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Save the World: Recycle Your Old Kites
By Paul Lang

Originally Published in the October 2008 Issue of The Kiteboarder Magazine

Will that be paper or plastic? When asked this on your next trip to the grocery store, you might have a unique answer: “Neither. I brought my kite.” Thanks to the efforts of Lydia Snider and her new company Kitecycle, you will be able to help reduce the amount of plastics in our ocean by replacing disposable bags with durable ones made out of products headed for the dumpster: old kites.

The ubiquitous disposable plastic bags seem to be everywhere in our lives. They clutter the kitchen drawers we stuff them into, tumble in the breeze, get stuck in trees, and end up in the ocean where they litter our playground and kill animals, who often mistake the floating bags for food. It is estimated that a mere 1 to 3 percent of plastic bags get recycled. Over 500 billion plastic bags are produced every year, and the 97 to 99 percent of them that are not recycled end up in landfills, as litter, or in our oceans.


While standing in line at the grocery store, Lydia came up with the idea for Kitecycle. “When the flat kite made C-kites less popular, I thought about the yards and yards of nonbiodegradable material that would be heading for the landfill and began thinking about a viable way to recycle old kites. I noticed the irony that many of the reusable bags being sold to reduce the use of plastic bags were also made of plastic. Their production still impacts the environment. By building reusable bags from something that would otherwise be thrown away, Kitecycle is able to help the environment twice by reducing the use of plastic bags and by reducing a stream of new plastic production.”

According to Lydia, she can make 10 to 12 bags from one 12 meter kite. Kitecycle will be making bags in two sizes, 18×24 inches for groceries and 22×16 inches for trips to the mall. Each will be completely unique. Lydia is currently working with the Santa Cruz County Workability program to incorporate building bags into their curriculum for students with developmental disabilities. Lydia said, “The staff is excited about the project, as it requires practical application of many of the skills the program wants to teach and it is an interesting and meaningful project for the kids.”


Currently, the main source for the old kites is the Going Green promotion being offered by Caution Kites. Customers can get up to $400 off a new kite if they trade in an old kite. Lydia happens to live around the corner from Caution’s headquarters and said, “It was synchronicity. Caution was working on a trade-in promotion to give customers the opportunity to upgrade while getting old and dangerous second-hand kites off the market. At about the same time, I showed up with prototypes of the shopping bags and it just made sense to combine the two ideas.”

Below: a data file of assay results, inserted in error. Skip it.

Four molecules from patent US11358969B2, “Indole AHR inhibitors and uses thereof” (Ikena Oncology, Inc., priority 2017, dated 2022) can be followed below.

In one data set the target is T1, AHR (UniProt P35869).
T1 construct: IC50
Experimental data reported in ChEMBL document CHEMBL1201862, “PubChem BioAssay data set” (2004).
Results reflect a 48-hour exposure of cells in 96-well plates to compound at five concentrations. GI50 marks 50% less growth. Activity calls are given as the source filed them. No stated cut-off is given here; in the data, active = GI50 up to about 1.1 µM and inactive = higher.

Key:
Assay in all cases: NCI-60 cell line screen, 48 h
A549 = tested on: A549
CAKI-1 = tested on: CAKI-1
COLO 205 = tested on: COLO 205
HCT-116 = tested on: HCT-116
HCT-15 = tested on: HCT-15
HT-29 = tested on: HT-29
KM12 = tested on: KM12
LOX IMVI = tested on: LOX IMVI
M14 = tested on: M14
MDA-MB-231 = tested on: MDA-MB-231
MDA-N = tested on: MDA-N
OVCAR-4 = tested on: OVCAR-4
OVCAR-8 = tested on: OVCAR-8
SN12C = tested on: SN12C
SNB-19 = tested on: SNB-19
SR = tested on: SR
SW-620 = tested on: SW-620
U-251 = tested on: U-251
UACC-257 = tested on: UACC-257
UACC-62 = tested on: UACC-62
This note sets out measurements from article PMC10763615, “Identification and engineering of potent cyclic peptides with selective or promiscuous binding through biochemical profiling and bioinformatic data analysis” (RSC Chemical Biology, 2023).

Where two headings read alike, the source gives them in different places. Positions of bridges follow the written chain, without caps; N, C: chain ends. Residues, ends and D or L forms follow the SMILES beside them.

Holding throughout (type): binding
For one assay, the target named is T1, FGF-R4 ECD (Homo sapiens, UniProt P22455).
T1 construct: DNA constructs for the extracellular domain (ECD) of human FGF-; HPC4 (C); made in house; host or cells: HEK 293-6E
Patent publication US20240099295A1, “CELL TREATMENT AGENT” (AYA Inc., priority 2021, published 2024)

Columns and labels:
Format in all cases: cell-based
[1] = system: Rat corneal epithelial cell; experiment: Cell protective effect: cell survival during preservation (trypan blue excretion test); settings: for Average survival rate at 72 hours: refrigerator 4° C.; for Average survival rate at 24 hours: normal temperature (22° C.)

Kitecyle will also be accepting direct donations of old gear, and once their tax-exempt status is approved you will be able to receive a tax deduction for getting rid of your obsolete gear. By using recycled kites to bring your groceries home you can help reduce the production of plastic bags, reduce pollution in our environment, keep old and unsafe kites off the market, support employment of students with developmental disabilities, and look stylish while picking up the milk. Sounds like a good deal to me.

Visit www.kitecycle.org for more info.


Other Green Products from the Surf Industry: Products that can help any ocean user lessen their impact on the environment.

Biofoam: Earth-friendly surfboard blanks –www.homeblown.co.uk
Offered by surf blank manufacturer Homeblown, about 50% of the material that goes into making a Biofoam blank comes from agricultural products as opposed to petrochemicals. According to the manufacturer, Biofoam surf blanks result in 36% less global warming emissions, a 61% reduction in non-renewable energy use, and a 23% reduction in total energy demand.

Patagonia Wetsuits: More warmth and environmentally conscious –www.patagonia.com
Patagonia has always been a very environmentally conscious company, but by using recycled polyester, chlorine-free wool, PVC-free kneepads, and thinner (but just as effective) neoprene layers in the construction of their wetsuits, they are able to keep you warm and comfortable and reduce your suit’s impact on the environment.

Reef Greenwall Sandal: Just as much style with a smaller impact –www.reef.com
Reef has integrated organic canvas, hemp, soy fiber, recycled post-industrial waste, and water-based paints and cements into their Greenwall sandal. The result is a comfortable piece of footwear built from renewable resources and material diverted from the landfill.

Wet Women Surf Wax: Non-toxic, biodegradable, and compostable –www.wetwomensurfwax.com
The surf wax sold by Wet Women is made of safe biological nutrients that completely break down over time. They claim that their wax is certified and scientifically proven to be completely harmless to the ecosystems
it is used in.